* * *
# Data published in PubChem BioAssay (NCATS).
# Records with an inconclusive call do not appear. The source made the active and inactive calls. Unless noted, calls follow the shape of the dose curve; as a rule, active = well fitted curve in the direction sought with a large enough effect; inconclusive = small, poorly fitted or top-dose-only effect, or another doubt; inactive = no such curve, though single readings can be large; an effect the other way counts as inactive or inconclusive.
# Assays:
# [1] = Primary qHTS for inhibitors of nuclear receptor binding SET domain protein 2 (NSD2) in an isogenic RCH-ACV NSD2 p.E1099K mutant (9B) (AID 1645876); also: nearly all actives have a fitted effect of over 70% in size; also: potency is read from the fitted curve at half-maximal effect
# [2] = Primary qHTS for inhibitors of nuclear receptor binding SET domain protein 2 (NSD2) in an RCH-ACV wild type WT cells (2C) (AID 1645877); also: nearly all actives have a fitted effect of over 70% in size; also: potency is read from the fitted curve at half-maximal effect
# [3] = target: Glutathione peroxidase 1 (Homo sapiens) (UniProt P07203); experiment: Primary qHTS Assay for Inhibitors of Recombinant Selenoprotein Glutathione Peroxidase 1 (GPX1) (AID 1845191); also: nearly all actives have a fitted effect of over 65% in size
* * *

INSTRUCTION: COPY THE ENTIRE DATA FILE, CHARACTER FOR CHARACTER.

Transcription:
# Data published in PubChem BioAssay (NCATS).
# Records with an inconclusive call do not appear. The source made the active and inactive calls. Unless noted, calls follow the shape of the dose curve; as a rule, active = well fitted curve in the direction sought with a large enough effect; inconclusive = small, poorly fitted or top-dose-only effect, or another doubt; inactive = no such curve, though single readings can be large; an effect the other way counts as inactive or inconclusive.
# Assays:
# [1] = Primary qHTS for inhibitors of nuclear receptor binding SET domain protein 2 (NSD2) in an isogenic RCH-ACV NSD2 p.E1099K mutant (9B) (AID 1645876); also: nearly all actives have a fitted effect of over 70% in size; also: potency is read from the fitted curve at half-maximal effect
# [2] = Primary qHTS for inhibitors of nuclear receptor binding SET domain protein 2 (NSD2) in an RCH-ACV wild type WT cells (2C) (AID 1645877); also: nearly all actives have a fitted effect of over 70% in size; also: potency is read from the fitted curve at half-maximal effect
# [3] = target: Glutathione peroxidase 1 (Homo sapiens) (UniProt P07203); experiment: Primary qHTS Assay for Inhibitors of Recombinant Selenoprotein Glutathione Peroxidase 1 (GPX1) (AID 1845191); also: nearly all actives have a fitted effect of over 65% in size